Ten years ago Ronae Jull was marketing herself as the “Hope Coach”.

As the Hope Coach, Jull stated in 2011 that she

would like to be remembered as a person with passion for joyful living that managed to successfully reach out to hurting people and helped to bring them hope and healing.

Ten years later and something has gone horribly wrong.

Jull is an executive at one of the largest MLM Ponzi schemes in operation today. She’s also signed on as an investor.

Instead of offering “hope and healing”, Jull now inflicts others with “broke and stealing”.

Jull, believed to be a resident of Seattle, Washington, recently popped up as Compliance Officer for HyperFund.

HyperFund, run by Ryan Xu and associates with links to Australia and China, is currently one of the largest MLM Ponzi schemes in operation.

Jull appears to have signed up and invested into HyperFund on or around August 2020 (I believe the actual signup date might have been a few months prior).

At the end of March 2021, Jull boasted $88,000 in HyperFund earnings. Money she’d stolen from those who invested after her.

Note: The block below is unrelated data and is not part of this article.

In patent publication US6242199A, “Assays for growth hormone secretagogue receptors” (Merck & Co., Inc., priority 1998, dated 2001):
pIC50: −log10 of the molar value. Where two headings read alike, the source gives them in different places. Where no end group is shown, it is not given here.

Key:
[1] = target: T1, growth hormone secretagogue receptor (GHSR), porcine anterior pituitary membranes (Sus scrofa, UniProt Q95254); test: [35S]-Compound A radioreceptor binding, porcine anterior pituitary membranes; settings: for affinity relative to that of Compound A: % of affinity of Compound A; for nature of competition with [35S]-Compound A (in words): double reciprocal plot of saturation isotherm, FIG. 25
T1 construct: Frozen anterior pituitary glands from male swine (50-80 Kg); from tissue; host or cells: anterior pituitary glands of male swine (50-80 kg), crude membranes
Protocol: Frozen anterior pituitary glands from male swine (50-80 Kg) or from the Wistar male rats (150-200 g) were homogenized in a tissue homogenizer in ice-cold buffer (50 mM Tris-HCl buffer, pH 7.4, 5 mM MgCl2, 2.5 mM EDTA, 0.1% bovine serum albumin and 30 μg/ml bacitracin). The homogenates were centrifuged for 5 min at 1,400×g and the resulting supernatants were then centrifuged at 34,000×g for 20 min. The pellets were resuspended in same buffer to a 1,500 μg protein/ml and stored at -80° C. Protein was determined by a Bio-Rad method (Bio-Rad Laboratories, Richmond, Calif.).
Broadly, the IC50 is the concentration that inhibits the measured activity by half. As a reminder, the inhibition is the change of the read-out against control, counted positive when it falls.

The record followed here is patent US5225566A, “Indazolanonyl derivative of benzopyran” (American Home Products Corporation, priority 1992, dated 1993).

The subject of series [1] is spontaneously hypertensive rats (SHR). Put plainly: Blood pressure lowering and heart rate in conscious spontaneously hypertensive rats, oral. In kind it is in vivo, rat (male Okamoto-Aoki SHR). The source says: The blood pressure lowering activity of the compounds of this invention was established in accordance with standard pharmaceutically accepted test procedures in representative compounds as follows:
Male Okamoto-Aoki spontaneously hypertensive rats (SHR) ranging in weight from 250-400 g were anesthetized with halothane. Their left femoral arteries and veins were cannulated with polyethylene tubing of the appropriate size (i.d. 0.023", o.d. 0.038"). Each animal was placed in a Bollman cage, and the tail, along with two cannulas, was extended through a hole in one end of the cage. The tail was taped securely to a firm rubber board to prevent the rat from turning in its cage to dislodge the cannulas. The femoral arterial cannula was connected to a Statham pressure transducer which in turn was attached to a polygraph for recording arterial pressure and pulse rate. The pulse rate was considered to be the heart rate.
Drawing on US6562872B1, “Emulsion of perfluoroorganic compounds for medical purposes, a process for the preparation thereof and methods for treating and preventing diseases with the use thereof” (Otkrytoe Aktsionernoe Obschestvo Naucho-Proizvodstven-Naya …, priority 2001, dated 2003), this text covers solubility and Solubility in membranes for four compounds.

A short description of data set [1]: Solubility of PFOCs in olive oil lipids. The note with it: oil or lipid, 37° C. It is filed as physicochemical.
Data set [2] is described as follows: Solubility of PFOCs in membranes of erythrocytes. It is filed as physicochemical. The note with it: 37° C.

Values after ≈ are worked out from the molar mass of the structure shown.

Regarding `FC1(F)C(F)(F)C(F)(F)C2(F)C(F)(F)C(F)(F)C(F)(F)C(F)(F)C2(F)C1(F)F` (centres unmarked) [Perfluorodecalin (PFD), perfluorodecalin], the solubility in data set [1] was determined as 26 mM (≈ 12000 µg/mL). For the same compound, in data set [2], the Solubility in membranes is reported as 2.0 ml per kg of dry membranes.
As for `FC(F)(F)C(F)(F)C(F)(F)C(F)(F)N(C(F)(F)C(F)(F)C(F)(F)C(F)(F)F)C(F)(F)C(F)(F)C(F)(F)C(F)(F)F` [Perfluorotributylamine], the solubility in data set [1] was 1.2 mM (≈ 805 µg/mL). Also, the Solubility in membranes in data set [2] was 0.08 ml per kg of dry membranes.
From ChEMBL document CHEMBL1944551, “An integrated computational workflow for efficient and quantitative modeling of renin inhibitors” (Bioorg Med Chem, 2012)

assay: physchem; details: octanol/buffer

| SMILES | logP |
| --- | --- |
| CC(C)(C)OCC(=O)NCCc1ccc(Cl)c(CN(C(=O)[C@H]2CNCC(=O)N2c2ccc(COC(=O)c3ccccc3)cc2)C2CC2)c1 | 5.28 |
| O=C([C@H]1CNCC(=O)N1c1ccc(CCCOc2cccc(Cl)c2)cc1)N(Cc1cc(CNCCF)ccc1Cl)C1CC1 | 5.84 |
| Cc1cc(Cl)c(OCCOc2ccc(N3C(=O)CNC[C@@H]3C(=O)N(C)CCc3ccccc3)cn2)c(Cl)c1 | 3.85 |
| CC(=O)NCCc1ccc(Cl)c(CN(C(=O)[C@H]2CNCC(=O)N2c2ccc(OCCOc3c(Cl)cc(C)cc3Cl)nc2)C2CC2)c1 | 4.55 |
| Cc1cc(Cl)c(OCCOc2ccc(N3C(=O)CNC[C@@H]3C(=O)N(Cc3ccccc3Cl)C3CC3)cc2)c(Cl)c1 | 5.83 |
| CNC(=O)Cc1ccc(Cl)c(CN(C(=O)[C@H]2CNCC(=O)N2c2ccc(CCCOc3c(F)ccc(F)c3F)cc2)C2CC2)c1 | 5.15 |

Somewhere between March and July, Jull joined HyperFund’s executive team as Compliance Officer.

In this role Jull turns a blind eye to HyperFund’s ongoing securities law violations. She’s instead tasked with burying evidence of fraud, specifically focusing on HyperFund marketing claims.

What caught our attention was a marketing webinar last month. In the webinar Jull, appearing under the alias “Hope Hill”, claimed FTC attorneys helped draft HyperFund’s Service Agreement.

Jull also maintains HyperFund’s passive investment scheme is exempt from the Securities and Exchange Act, so long as everyone refers to it as a “membership”.

Investments are highly regulated. In order to offer an investment of any kind, or financial product of any kind, you have to meet these rules and be licensed to offer a financial product.

Because HyperFund is a membership, not an investment product, we don’t qualify for oversight of the SEC.

HyperFund recently launched a second passive investment scheme, under the common enough crypto mining ruse.

Both HyperFund’s original HU investment scheme and its crypto mining scheme are of course securities offerings.

Affiliates pool funds into HyperFund (a common entity), on the expectation of a passive return.

A Compliance Officer ignoring securities fraud and claiming US regulators were involved in the setting up of a company is strange enough. It’s even stranger coming from someone introduced as having “worked in compliance for more than a decade”.